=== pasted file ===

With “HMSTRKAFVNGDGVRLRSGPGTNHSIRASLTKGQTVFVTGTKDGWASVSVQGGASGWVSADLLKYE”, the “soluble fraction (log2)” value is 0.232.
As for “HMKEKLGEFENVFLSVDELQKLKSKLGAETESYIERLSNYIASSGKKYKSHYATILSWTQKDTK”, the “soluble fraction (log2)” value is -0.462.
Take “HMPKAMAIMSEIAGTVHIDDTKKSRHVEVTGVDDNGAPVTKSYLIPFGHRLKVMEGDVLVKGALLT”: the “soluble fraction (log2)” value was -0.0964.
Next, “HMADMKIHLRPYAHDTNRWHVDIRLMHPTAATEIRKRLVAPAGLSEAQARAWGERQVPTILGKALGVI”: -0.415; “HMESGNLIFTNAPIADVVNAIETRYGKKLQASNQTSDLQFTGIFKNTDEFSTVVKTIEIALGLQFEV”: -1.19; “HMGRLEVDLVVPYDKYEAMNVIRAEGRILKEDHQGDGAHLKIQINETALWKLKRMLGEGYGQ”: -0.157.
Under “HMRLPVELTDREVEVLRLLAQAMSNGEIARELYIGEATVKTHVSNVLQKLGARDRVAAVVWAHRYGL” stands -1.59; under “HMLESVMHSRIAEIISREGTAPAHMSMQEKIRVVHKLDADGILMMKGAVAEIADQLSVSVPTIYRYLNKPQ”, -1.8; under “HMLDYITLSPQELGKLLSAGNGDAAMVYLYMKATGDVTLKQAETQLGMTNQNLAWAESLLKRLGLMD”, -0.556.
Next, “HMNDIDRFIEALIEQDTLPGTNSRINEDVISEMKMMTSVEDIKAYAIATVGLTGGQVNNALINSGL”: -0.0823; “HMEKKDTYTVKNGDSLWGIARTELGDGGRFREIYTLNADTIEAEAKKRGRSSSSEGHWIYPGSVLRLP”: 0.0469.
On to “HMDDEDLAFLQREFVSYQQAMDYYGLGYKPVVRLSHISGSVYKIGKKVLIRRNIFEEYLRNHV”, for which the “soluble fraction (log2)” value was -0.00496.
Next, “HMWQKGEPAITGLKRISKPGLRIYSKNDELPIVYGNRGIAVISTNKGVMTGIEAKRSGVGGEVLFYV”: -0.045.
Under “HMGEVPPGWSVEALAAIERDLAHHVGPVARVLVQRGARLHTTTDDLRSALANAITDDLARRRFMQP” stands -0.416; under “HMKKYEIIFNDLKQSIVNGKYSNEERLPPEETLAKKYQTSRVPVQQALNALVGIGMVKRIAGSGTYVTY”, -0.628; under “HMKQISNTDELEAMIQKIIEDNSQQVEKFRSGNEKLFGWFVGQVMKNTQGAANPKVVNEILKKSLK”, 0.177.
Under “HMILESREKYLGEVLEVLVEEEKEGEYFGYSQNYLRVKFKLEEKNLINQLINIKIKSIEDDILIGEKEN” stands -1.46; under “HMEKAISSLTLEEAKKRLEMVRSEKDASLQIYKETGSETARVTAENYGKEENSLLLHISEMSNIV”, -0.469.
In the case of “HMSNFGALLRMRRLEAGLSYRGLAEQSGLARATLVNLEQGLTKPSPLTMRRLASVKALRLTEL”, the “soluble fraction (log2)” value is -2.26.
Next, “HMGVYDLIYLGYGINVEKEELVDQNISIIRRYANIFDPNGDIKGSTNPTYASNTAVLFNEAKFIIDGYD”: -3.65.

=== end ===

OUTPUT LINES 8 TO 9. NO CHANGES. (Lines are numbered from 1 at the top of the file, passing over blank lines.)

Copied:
Next, “HMWQKGEPAITGLKRISKPGLRIYSKNDELPIVYGNRGIAVISTNKGVMTGIEAKRSGVGGEVLFYV”: -0.045.
Under “HMGEVPPGWSVEALAAIERDLAHHVGPVARVLVQRGARLHTTTDDLRSALANAITDDLARRRFMQP” stands -0.416; under “HMKKYEIIFNDLKQSIVNGKYSNEERLPPEETLAKKYQTSRVPVQQALNALVGIGMVKRIAGSGTYVTY”, -0.628; under “HMKQISNTDELEAMIQKIIEDNSQQVEKFRSGNEKLFGWFVGQVMKNTQGAANPKVVNEILKKSLK”, 0.177.